Ben writes about managing SEO and the ever growing joys of consulting on SEJ and his blog, Just Me and My. He's an organiser of the not-for-profit search, analytics and social media conference, SAScon, and all whilst working as an SEO Director for Mediaedge:cia, WPP.
 Can SEO Agencies Effectively Outsource Elements of SEO?

Comments are closed.

13 thoughts on “Can SEO Agencies Effectively Outsource Elements of SEO?

  1. Nice post, Ben. (And thanks for the mention!) I have direct experience as the freelancer in your SEO equation. In fact, it’s something I do day-in and day-out. So obviously, I agree that it can be done effectively. But I agree that both parties have to be truly on the ball, and the freelancer needs to be very skilled at what they’re doing.

    I’d also add that outsourcing introduces the sticky issue of ownership. I don’t mean legal/copyright ownership; I mean the feeling of ownership. Pride in the job. Commitment to getting it right. Taking no shortcuts. Going for absolute quality (not trying to do the least possible work for signoff). This is always tricky when you’re outsourcing, because of the remove from the consumer. It’s much harder to be careless when you have a direct client breathing down your neck, and when it’s your reputation that’s riding on the success of the project. One way this can be addressed (to an extent) is to pay for deliverables/results, not hours.

    You mentioned that both parties have to pay close attention to the brief. I’d heartily second that. If you’re outsourcing simply to reduce the time you have to spend understanding the project, you’re gonna get stung.

    And finally, I’d add that you should be sure – before outsourcing – that your freelancer can do the job as well as you would, were you to do it yourself. If they can’t – or if you’re not 100% sure – you’ll definitely be shooting yourself in the foot.

    Thanks again Ben.

    Cheers.
    Glenn Murray (@divinewrite)

  2. Thanks for stopping by Glenn!

    I think your comment about ownership is a very important one. Outsourcing isn’t about outsourcing responsibilities/accountability, and as such shouldn’t be treated as fobbing off the workload. Management (or rather mis-management) of outsourcing can lead to a real break-down in it’s effectiveness, but not in accountability.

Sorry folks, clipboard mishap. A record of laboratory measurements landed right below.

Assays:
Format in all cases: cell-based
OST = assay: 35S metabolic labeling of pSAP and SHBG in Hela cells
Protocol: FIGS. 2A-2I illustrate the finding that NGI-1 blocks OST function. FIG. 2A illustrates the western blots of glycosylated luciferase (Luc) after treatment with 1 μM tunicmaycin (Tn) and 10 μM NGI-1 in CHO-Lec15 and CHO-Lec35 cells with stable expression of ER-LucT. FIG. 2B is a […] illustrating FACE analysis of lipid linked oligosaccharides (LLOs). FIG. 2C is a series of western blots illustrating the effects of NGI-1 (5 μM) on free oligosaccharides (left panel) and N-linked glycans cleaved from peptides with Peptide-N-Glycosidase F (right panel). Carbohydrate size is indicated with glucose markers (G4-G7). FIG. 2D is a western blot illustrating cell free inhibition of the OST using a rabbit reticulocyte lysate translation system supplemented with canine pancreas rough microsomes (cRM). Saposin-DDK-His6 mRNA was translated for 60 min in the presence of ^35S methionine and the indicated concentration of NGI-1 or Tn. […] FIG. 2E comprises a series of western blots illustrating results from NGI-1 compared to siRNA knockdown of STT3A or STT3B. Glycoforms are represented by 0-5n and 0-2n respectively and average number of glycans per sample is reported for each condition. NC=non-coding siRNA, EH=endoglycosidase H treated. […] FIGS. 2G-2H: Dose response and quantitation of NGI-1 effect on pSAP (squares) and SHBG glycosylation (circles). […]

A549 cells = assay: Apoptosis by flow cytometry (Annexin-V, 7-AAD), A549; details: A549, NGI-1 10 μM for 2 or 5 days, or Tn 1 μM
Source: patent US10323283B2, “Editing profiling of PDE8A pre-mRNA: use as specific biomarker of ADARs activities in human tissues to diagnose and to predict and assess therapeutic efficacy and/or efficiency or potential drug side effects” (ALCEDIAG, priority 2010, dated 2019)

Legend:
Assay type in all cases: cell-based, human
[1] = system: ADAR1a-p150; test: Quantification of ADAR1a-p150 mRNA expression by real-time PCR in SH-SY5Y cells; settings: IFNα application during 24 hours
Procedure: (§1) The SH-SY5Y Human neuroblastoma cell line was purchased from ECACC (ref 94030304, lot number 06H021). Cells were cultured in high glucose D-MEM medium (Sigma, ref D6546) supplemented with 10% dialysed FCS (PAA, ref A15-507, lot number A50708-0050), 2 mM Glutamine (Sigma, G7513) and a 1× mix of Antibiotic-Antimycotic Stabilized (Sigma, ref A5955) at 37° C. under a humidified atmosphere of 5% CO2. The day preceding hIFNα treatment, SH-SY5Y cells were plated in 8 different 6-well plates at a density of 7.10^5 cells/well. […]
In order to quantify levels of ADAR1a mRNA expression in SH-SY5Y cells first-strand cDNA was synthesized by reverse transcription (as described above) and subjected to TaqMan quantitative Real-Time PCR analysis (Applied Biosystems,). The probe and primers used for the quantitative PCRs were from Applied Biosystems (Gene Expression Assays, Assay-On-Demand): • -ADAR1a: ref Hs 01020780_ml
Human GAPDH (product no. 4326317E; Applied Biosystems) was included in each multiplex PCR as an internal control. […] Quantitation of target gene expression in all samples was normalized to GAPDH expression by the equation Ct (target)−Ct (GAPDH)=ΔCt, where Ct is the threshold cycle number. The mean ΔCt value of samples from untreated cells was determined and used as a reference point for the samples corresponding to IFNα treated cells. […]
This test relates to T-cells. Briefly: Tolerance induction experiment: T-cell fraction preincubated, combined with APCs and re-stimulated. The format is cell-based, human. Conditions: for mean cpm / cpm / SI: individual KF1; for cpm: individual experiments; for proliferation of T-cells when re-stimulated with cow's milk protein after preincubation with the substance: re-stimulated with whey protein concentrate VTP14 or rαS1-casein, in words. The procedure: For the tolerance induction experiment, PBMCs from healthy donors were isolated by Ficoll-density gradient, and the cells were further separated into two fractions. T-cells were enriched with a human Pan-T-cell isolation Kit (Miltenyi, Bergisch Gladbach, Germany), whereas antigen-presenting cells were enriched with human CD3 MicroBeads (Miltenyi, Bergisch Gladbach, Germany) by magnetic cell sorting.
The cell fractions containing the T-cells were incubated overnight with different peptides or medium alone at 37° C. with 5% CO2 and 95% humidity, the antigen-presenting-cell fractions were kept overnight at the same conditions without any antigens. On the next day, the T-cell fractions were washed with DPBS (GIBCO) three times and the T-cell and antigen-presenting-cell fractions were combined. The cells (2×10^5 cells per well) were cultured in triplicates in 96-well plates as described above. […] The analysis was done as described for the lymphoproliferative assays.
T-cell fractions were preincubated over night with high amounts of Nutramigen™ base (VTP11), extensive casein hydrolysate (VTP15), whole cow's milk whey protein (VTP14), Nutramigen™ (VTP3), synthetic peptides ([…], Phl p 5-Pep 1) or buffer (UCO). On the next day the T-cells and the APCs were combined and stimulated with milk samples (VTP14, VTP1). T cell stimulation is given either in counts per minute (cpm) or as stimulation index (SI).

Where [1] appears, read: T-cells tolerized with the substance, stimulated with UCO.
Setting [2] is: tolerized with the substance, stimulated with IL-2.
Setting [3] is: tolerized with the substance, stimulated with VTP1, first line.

The oursourcee is accountable to the agency and the agency is accountable to the client. Each stage requires an emphasis on professionalism and value-adding from the carried out work.

    Results is definitely one option to pay by. I have paid and been paid using various fixed and hourly methods, but I personally think that is a decision to be made on a case-by-case basis. Apparent value in the clients mind needs to be the primary goal at the end of the day.

    And a great point to end on Glenn:
    “And finally, I’d add that you should be sure – before outsourcing – that your freelancer can do the job as well as you would, were you to do it yourself. If they can’t – or if you’re not 100% sure – you’ll definitely be shooting yourself in the foot.”

    …great stuff, thanks very much!

    Ben

  3. Ben,
    SEO outsourcing by SEO companies is something in my opinion is a mandatory option all SEO companies should have in their arsenal. While controlled growth is best for any business, the need to scale up quickly should always be addressed with a solution in your back pocket.

  4. I found your blog on google and read a few of your other posts. I just added you to my Google News Reader. Keep up the good work. Look forward to reading more from you in the future.
    thanks

  5. Communication is essential when trying to effectively outsource. If both parties are equally ambitious throughout, I feel that SEO outsourcing by SEO companies is a terrific alternative and should be considered by all. Great article.